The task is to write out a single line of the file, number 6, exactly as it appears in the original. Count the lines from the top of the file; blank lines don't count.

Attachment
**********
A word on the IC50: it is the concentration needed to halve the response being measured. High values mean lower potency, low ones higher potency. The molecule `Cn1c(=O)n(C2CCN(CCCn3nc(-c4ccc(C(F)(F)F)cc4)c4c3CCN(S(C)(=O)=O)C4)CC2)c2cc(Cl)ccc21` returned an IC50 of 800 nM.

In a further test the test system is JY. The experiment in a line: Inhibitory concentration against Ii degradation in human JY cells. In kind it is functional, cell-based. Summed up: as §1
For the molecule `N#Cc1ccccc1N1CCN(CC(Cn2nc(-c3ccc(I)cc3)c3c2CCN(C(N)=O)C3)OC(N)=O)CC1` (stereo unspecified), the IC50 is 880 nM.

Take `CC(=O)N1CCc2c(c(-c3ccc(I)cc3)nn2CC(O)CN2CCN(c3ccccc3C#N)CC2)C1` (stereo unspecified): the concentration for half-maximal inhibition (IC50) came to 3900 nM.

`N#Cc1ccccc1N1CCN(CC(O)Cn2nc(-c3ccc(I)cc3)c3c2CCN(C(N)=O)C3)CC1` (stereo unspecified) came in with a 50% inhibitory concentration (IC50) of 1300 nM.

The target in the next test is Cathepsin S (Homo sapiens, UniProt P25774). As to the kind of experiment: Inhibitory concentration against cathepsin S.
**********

The target in the next test is Cathepsin S (Homo sapiens, UniProt P25774). As to the kind of experiment: Inhibitory concentration against cathepsin S.